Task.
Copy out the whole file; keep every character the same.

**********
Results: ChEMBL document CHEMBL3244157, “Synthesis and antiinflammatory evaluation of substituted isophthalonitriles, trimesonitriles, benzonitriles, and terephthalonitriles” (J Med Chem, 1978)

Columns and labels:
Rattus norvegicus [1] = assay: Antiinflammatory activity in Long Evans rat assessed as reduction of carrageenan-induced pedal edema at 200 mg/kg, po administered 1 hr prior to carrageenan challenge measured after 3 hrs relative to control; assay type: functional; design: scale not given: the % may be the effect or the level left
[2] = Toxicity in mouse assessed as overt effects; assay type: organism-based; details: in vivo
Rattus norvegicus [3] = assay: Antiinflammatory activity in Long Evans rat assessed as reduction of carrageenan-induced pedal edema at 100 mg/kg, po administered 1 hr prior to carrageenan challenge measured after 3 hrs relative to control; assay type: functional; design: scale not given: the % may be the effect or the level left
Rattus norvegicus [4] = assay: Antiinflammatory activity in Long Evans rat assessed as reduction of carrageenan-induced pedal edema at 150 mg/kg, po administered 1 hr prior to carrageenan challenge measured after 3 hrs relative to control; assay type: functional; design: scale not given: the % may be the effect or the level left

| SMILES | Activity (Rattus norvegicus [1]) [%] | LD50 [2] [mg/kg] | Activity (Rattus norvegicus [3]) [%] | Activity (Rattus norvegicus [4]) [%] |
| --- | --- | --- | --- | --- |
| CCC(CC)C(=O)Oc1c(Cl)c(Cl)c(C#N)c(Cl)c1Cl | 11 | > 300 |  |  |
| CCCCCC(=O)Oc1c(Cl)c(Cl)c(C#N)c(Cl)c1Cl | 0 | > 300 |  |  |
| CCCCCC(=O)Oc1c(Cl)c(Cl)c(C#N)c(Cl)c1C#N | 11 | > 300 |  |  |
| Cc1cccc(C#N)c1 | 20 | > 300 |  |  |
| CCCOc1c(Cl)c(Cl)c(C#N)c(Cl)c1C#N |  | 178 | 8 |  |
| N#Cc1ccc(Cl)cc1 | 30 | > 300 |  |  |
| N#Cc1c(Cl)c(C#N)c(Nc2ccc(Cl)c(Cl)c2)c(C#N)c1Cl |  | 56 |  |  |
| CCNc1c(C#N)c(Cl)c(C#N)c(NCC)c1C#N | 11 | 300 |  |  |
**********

Results: ChEMBL document CHEMBL3244157, “Synthesis and antiinflammatory evaluation of substituted isophthalonitriles, trimesonitriles, benzonitriles, and terephthalonitriles” (J Med Chem, 1978)

Columns and labels:
Rattus norvegicus [1] = assay: Antiinflammatory activity in Long Evans rat assessed as reduction of carrageenan-induced pedal edema at 200 mg/kg, po administered 1 hr prior to carrageenan challenge measured after 3 hrs relative to control; assay type: functional; design: scale not given: the % may be the effect or the level left
[2] = Toxicity in mouse assessed as overt effects; assay type: organism-based; details: in vivo
Rattus norvegicus [3] = assay: Antiinflammatory activity in Long Evans rat assessed as reduction of carrageenan-induced pedal edema at 100 mg/kg, po administered 1 hr prior to carrageenan challenge measured after 3 hrs relative to control; assay type: functional; design: scale not given: the % may be the effect or the level left
Rattus norvegicus [4] = assay: Antiinflammatory activity in Long Evans rat assessed as reduction of carrageenan-induced pedal edema at 150 mg/kg, po administered 1 hr prior to carrageenan challenge measured after 3 hrs relative to control; assay type: functional; design: scale not given: the % may be the effect or the level left

| SMILES | Activity (Rattus norvegicus [1]) [%] | LD50 [2] [mg/kg] | Activity (Rattus norvegicus [3]) [%] | Activity (Rattus norvegicus [4]) [%] |
| --- | --- | --- | --- | --- |
| CCC(CC)C(=O)Oc1c(Cl)c(Cl)c(C#N)c(Cl)c1Cl | 11 | > 300 |  |  |
| CCCCCC(=O)Oc1c(Cl)c(Cl)c(C#N)c(Cl)c1Cl | 0 | > 300 |  |  |
| CCCCCC(=O)Oc1c(Cl)c(Cl)c(C#N)c(Cl)c1C#N | 11 | > 300 |  |  |
| Cc1cccc(C#N)c1 | 20 | > 300 |  |  |
| CCCOc1c(Cl)c(Cl)c(C#N)c(Cl)c1C#N |  | 178 | 8 |  |
| N#Cc1ccc(Cl)cc1 | 30 | > 300 |  |  |
| N#Cc1c(Cl)c(C#N)c(Nc2ccc(Cl)c(Cl)c2)c(C#N)c1Cl |  | 56 |  |  |
| CCNc1c(C#N)c(Cl)c(C#N)c(NCC)c1C#N | 11 | 300 |  |  |